Cases in North America continue to fall at a fairly rapid pace but are still at levels higher than any other time in the epidemic and the real number of cases is probably much larger than the number of reported cases. Hospitalizations, running about 10 days behind cases have also peaked over the last week in most areas, but are also still at the highest level of the whole epidemic. However, ICU hospitalizations are still near peaks but never got significantly higher than earlier as most patients who need hospitalization need just a short period of extra oxygen as opposed to large numbers requiring intubation. Deaths, which lag behind are still increasing, but unless they fail to peak in the next week, which is unlikely, they will not have reached the levels seen last winter or even the first winter of COVID.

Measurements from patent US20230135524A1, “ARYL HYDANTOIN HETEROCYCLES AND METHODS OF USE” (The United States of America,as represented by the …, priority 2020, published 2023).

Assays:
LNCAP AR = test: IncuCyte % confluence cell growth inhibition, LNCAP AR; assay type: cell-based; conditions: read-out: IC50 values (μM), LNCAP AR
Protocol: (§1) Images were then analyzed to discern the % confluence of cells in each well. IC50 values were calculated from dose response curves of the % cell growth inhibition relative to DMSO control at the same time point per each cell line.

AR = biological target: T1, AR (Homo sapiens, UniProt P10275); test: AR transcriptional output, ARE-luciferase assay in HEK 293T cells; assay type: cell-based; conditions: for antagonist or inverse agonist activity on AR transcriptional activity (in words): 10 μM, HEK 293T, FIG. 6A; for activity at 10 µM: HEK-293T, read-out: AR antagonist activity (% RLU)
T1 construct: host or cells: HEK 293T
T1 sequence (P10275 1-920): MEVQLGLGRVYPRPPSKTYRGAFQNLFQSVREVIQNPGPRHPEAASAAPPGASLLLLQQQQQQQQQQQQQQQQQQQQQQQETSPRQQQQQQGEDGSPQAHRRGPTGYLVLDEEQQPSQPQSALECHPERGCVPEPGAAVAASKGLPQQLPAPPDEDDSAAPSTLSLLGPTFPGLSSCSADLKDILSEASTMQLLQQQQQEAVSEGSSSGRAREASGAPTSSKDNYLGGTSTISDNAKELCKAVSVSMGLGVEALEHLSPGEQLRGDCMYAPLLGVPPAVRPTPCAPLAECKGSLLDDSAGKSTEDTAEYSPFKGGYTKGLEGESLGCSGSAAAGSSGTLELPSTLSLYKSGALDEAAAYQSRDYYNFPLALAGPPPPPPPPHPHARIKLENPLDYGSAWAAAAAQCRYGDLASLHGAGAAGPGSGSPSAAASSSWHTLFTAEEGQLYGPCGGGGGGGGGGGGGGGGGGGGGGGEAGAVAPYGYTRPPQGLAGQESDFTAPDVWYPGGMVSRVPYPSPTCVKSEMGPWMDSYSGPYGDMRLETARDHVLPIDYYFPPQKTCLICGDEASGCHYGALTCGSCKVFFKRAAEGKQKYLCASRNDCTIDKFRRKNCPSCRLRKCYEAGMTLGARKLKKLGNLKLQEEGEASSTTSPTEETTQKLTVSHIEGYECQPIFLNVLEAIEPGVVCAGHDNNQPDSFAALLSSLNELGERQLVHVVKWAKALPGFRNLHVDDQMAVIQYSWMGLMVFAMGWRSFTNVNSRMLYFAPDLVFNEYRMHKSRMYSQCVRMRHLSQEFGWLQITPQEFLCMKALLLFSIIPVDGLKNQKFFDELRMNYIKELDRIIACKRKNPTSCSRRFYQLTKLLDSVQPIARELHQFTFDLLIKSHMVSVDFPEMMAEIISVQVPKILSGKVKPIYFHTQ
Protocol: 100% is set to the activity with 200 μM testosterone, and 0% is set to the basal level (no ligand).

Cases in the UK have hit a pause in their decrease, coinciding with the removal of restrictions, but there has not been a similar pause in decreased hospitalizations or deaths, and the most recent couple of days look promising for decreases to resume. The prevailing thought in the UK is that relative herd immunity is taking effect as before long there will be few people without some type of significant immunity.
In Europe, some countries, notably Germany and Italy, appear to have crested their peak, but others, especially eastern Europe are still seeing higher numbers. Russia is almost half again higher than the peak seen in the late fall when there was evidence of social disruption throughout European Russia.
In South Asia, both India and Bangladesh are coming back down off their most recent peaks, neither has shown the disruption seen during the summer delta peaks, again demonstrating that omicron does not carry the disruptive of earlier strains.